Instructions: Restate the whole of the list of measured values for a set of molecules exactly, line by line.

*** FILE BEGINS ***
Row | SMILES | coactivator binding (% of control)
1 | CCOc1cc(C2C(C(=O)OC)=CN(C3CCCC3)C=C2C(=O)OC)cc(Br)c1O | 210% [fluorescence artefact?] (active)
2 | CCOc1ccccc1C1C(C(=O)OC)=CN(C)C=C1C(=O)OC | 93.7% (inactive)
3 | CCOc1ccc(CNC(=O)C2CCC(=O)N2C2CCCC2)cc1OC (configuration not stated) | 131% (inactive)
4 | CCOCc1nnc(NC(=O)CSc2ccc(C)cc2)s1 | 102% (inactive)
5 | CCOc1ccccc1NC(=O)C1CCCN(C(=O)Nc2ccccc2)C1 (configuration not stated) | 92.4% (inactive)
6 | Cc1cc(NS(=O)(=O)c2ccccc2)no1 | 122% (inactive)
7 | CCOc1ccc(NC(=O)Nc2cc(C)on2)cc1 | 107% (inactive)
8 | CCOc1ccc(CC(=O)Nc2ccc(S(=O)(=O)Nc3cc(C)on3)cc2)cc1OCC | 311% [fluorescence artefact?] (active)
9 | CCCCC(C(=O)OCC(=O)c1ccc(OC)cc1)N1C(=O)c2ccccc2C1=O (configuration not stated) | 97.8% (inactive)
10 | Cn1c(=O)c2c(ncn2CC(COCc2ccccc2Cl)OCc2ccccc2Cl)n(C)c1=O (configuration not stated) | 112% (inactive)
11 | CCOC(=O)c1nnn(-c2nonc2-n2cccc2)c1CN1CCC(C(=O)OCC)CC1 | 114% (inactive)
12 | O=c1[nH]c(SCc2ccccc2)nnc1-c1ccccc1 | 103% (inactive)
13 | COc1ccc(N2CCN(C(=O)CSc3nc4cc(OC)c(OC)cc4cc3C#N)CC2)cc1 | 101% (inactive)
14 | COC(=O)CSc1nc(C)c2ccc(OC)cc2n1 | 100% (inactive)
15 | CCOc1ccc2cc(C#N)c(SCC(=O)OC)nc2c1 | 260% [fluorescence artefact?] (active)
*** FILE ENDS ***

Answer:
Row | SMILES | coactivator binding (% of control)
1 | CCOc1cc(C2C(C(=O)OC)=CN(C3CCCC3)C=C2C(=O)OC)cc(Br)c1O | 210% [fluorescence artefact?] (active)
2 | CCOc1ccccc1C1C(C(=O)OC)=CN(C)C=C1C(=O)OC | 93.7% (inactive)
3 | CCOc1ccc(CNC(=O)C2CCC(=O)N2C2CCCC2)cc1OC (configuration not stated) | 131% (inactive)
4 | CCOCc1nnc(NC(=O)CSc2ccc(C)cc2)s1 | 102% (inactive)
5 | CCOc1ccccc1NC(=O)C1CCCN(C(=O)Nc2ccccc2)C1 (configuration not stated) | 92.4% (inactive)
6 | Cc1cc(NS(=O)(=O)c2ccccc2)no1 | 122% (inactive)
7 | CCOc1ccc(NC(=O)Nc2cc(C)on2)cc1 | 107% (inactive)
8 | CCOc1ccc(CC(=O)Nc2ccc(S(=O)(=O)Nc3cc(C)on3)cc2)cc1OCC | 311% [fluorescence artefact?] (active)
9 | CCCCC(C(=O)OCC(=O)c1ccc(OC)cc1)N1C(=O)c2ccccc2C1=O (configuration not stated) | 97.8% (inactive)
10 | Cn1c(=O)c2c(ncn2CC(COCc2ccccc2Cl)OCc2ccccc2Cl)n(C)c1=O (configuration not stated) | 112% (inactive)
11 | CCOC(=O)c1nnn(-c2nonc2-n2cccc2)c1CN1CCC(C(=O)OCC)CC1 | 114% (inactive)
12 | O=c1[nH]c(SCc2ccccc2)nnc1-c1ccccc1 | 103% (inactive)
13 | COc1ccc(N2CCN(C(=O)CSc3nc4cc(OC)c(OC)cc4cc3C#N)CC2)cc1 | 101% (inactive)
14 | COC(=O)CSc1nc(C)c2ccc(OC)cc2n1 | 100% (inactive)
15 | CCOc1ccc2cc(C#N)c(SCC(=O)OC)nc2c1 | 260% [fluorescence artefact?] (active)